Another marginal college with hundreds of F-1 students (most of them alien workers as well) is facing closure because of low standards and a perceptive accrediting agency that noticed what was happening.
This time it is ASA College, with campuses in Brooklyn, Manhattan, and Hialeah, Florida; the Florida campus will close next spring, and the two in New York face closure in the near future. (ASA stands for Advanced Software Analysis, though the school lists a variety of majors beyond the computer field.)
The organization denying accreditation is the Middle States Commission on Higher Education, which is recognized by the U.S. Department of Education. It has ordered the for-profit institution to stop accepting new students which is a major blow to the finances of colleges such as this one which, typically, get a high percentage of their incomes from new students.
It is not clear just how many foreign students are involved, but we do know that the entity had about 3,000 students at its three operations, and that 22% of them on the Brooklyn campus were reported to be of “non-resident races".
ASA’s problems were also discussed in depth by Documented, an immigration-focused website in New York, which reported:
"...Monday’s announcement is only the latest of a long trail of lawsuits and complaints that have plagued the college for years. Just last year, the college was placed under probation and was in danger of losing its accreditation for failing to keep up with educational standards. The college founder, Alex Shchegol, was fired in 2019 when at least 10 women accused him of sexual harassment and rape. In 2021, Shchegol briefly regained control of the college and fired the entire board of directors, only to resign a few months later. [He remains the owner, however.]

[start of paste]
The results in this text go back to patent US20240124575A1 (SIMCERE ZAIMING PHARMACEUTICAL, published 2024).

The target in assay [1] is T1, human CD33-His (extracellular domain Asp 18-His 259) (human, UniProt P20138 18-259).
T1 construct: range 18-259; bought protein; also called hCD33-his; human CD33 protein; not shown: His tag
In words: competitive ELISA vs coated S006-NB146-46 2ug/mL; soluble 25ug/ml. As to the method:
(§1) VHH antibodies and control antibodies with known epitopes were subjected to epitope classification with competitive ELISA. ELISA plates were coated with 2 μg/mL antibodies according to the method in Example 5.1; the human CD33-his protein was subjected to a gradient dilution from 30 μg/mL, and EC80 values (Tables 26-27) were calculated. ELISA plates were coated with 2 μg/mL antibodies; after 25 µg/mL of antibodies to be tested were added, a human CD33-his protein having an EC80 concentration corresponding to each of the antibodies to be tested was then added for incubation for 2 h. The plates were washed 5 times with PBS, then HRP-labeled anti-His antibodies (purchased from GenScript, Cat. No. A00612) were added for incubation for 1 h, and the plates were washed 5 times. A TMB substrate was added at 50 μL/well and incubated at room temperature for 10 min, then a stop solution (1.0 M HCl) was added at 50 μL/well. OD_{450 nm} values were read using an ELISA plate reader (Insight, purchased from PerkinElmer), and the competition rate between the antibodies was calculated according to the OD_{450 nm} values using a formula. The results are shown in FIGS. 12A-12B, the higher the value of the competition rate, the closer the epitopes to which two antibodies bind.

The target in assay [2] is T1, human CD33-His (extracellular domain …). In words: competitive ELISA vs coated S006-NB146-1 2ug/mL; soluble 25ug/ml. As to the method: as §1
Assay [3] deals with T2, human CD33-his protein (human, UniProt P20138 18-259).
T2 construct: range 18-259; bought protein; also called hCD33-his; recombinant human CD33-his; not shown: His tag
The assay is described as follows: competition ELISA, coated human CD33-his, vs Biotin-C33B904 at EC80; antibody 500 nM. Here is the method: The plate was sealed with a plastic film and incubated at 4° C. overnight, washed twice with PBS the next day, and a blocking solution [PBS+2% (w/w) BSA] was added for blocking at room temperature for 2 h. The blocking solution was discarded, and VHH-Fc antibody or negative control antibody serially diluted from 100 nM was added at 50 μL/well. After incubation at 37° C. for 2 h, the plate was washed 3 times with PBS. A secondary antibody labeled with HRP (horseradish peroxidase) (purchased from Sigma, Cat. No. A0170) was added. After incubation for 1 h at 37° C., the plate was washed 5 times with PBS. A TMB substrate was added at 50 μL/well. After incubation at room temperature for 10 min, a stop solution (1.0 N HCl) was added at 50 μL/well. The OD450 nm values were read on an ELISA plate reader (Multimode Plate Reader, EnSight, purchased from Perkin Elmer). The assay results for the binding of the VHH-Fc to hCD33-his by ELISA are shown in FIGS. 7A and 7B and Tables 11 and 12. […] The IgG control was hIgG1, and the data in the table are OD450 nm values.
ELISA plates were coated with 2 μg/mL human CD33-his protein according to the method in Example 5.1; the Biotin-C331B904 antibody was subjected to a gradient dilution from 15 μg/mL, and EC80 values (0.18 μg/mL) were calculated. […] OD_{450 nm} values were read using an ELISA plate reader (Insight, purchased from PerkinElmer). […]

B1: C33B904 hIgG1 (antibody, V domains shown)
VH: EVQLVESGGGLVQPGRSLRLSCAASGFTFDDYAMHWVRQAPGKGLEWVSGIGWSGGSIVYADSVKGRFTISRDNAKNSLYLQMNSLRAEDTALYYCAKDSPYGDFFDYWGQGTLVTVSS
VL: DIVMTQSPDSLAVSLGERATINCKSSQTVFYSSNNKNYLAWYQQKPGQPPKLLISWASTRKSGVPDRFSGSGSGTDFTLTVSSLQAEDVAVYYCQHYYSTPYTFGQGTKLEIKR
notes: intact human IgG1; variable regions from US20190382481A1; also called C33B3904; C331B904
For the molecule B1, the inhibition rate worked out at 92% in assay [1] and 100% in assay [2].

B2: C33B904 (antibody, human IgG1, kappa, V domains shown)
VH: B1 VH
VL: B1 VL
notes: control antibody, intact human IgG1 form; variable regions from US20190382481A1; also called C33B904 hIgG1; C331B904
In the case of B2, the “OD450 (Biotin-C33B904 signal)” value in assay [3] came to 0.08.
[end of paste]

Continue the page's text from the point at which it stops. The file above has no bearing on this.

“It’s also not the first time the college has been accused of engaging in false advertisements. In 2014, the New York Legal Assistance Group filed a class action lawsuit against ASA, accusing the college of systematically lying to prospective students by engaging in such practices as inflating the job placement rates, manipulative pricing structures, and misrepresenting the availability of financial aid. ASA was forced to settle the case in 2016 and was required to no longer engage in deceptive advertising.”
It is also in trouble with Middle States for failing to file an ordered “teachout plan;” such a plan outlines how the entity’s current students can finish their educations if the school in question closes.
Despite the fact that the Hialeah campus announced some time ago its coming closure, the ever-alert part of ICE that controls foreign students, the Student and Exchange Visitor Program (SEVP) continued (as of November 14) to list all three ASA campuses as capable of issuing the document (the I-20) which creates a F-1 visa.
These troubled, often for-profit, schools are attractive to a group of not-very-talented alien students because of near-100-percent admissions policies, which gives them legal access to the States and then, for most of those admitted a chance to work – again legally – in this country. Since many of these are graduate students, they not only get an opportunity to work right away, but their employers are exempt from paying payroll taxes, resulting in an 8 percent subsidy at the expense of the Medicare, Social Security, and the Federal Unemployment Insurance programs.
The schools often squeeze the students financially. The Documented report quoted one of the alien students, “I basically didn’t learn anything when I was at that school,” he said. “They weren’t treating me as a human but as a wallet.”
The writer is grateful to Matthew Bonness for calling ASA to his attention.